Faculty Start-ups

Forming a Limited Liability Company in Delaware

It’s simple to incorporate an LLC1 in Delaware. Below are a few simple steps to get you started:

Each hyperlinked item will open a new tab to the specific form(s) you’ll need to complete.

1) Reserve Business Name

2) Identify Registered Agent: Delaware requires all businesses to have a Registered Agent. Businesses physically located in DE can serve as their own Registered Agent–just document that on the Certificate of Formation. If you not have a Delaware business office, find a Registered Agent. They’ll charge an annual fee.

3) Choose an entity type and file a Certificate of Formation and Required Cover Sheet

  • Sample Filing Memo for first-time filers located in right-hand margin of this page →

4) Obtain Employer Identification Number from the IRS

5) Register Your Business with Delaware’s One Stop Business Registration and Licensing System to register with Division of Revenue, Division of Unemployment Insurance, and Office of Workers Compensation: https://onestop.delaware.gov/osbrlpublic/

1 This information is not legal advice. Please note there are other business entity types you can choose from. An LLC might not be the most appropriate choice for your organization. It is recommended you consult with a professional accountant or lawyer first to determine the entity that best satisfies the needs of the organization. Review a comparison of different entity formation types

6) Newark-based businesses City of Newark License Application from the Newark Finance Department

Additional Considerations:

  • Do you require other Delaware or Federal licenses, certifications or registrations? Varies by industry.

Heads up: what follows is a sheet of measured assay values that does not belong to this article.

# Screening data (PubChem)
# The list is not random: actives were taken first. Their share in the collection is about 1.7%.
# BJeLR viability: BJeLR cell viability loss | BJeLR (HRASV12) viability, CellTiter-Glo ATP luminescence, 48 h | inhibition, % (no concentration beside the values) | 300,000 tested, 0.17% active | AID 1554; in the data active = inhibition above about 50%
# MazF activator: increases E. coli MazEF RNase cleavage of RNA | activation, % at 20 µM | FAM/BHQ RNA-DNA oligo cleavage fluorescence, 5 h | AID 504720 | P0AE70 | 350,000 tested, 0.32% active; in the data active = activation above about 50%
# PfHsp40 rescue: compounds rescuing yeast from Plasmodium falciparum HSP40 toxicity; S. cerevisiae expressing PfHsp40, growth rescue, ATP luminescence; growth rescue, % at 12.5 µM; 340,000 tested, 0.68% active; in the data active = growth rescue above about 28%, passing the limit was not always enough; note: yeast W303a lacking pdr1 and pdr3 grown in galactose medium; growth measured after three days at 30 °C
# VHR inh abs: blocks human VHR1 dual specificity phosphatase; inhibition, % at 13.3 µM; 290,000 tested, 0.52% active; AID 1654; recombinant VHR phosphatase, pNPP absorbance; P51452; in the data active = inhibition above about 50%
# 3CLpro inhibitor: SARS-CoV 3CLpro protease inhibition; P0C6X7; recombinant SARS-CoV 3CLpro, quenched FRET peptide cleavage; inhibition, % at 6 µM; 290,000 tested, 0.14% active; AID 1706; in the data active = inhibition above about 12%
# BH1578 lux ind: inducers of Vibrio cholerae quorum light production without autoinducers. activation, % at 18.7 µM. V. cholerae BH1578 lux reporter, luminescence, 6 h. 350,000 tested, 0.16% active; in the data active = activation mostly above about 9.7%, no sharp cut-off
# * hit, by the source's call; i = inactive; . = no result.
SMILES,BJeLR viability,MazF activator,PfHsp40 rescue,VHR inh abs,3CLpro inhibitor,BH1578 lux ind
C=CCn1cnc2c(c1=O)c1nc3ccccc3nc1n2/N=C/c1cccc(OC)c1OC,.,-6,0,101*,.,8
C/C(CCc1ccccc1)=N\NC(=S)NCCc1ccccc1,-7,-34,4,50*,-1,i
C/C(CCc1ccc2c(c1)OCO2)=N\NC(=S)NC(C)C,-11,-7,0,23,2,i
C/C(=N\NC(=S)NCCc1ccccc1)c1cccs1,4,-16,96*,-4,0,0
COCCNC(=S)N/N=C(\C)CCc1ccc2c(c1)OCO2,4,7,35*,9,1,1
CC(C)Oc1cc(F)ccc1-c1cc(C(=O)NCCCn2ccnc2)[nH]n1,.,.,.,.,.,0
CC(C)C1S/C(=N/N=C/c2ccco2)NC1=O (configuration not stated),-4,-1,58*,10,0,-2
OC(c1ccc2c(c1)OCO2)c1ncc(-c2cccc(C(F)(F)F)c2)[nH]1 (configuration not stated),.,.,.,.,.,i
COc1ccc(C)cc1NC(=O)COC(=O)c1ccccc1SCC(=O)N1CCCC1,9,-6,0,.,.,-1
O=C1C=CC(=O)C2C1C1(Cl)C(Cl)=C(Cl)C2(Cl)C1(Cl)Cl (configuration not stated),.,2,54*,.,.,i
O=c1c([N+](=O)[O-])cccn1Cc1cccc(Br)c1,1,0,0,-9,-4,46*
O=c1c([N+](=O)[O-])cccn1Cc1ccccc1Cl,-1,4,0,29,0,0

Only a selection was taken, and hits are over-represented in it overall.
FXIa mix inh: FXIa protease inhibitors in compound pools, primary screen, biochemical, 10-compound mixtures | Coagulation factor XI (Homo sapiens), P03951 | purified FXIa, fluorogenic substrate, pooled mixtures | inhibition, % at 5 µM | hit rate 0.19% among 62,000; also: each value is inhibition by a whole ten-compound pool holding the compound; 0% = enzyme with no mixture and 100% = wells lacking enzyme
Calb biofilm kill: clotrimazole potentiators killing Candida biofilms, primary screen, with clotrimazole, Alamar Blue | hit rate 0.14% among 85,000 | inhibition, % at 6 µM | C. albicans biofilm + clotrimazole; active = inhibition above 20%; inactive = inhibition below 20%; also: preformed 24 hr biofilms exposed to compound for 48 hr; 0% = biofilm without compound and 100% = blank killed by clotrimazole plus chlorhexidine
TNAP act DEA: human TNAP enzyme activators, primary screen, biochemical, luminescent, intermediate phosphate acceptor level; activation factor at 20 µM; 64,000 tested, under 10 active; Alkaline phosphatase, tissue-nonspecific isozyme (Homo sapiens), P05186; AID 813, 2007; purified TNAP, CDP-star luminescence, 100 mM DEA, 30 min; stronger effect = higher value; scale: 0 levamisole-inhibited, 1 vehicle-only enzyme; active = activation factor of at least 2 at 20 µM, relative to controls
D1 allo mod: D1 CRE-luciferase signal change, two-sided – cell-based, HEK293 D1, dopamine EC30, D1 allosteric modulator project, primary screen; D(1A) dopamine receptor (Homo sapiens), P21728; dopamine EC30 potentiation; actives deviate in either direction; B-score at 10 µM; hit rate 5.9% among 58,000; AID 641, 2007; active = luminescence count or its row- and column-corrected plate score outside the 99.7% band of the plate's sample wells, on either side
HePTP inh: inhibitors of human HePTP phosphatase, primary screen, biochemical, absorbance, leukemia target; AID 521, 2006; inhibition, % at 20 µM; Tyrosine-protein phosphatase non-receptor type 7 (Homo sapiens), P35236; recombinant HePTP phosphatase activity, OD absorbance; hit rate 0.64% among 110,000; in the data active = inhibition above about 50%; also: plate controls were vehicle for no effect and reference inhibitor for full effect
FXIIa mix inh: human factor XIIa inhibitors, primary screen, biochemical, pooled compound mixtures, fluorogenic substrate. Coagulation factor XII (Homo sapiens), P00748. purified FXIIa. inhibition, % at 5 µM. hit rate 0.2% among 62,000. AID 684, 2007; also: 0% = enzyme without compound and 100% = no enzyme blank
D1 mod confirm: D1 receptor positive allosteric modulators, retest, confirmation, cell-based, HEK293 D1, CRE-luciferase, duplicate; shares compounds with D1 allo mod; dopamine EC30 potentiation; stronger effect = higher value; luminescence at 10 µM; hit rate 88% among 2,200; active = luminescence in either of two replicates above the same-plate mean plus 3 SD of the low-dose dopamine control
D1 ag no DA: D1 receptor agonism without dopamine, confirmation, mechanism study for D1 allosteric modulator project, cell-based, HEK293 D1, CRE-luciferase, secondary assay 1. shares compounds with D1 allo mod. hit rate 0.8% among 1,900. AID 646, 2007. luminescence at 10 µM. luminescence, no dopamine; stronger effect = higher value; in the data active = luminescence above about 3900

• Delaware LLCs are required to pay an annual entity tax of $300. Payment is due by June 1 every year. Pay online here
  • Open a business bank account (EIN and Certificate of Incorporation often required for this)
  • If you are forming a multi-member LLC you’ll want to establish an Operating Agreement (Operating Agreements are encouraged for single-member LLCs as well, but not required). You’ll want to consult a lawyer to create your LLC Operating Agreement
  • Talk to a lawyer or accountant before deciding on an entity type, and think strategically. Will you ever want to pursue investor capital? If so, an LLC might not be the best option for you. Investors often prefer to invest in corporations. Again, consult your business plan, lawyer, and accountant before making this decision. Here is a helpful guide as you consider the different types of entity types

Applying for SBIR/STTR Funding? 

Questions?

Contact the Delaware Small Business Development Center:

Daniel Eliot
Manager, Technology Business Development
deliot@udel.edu
302-831-0778

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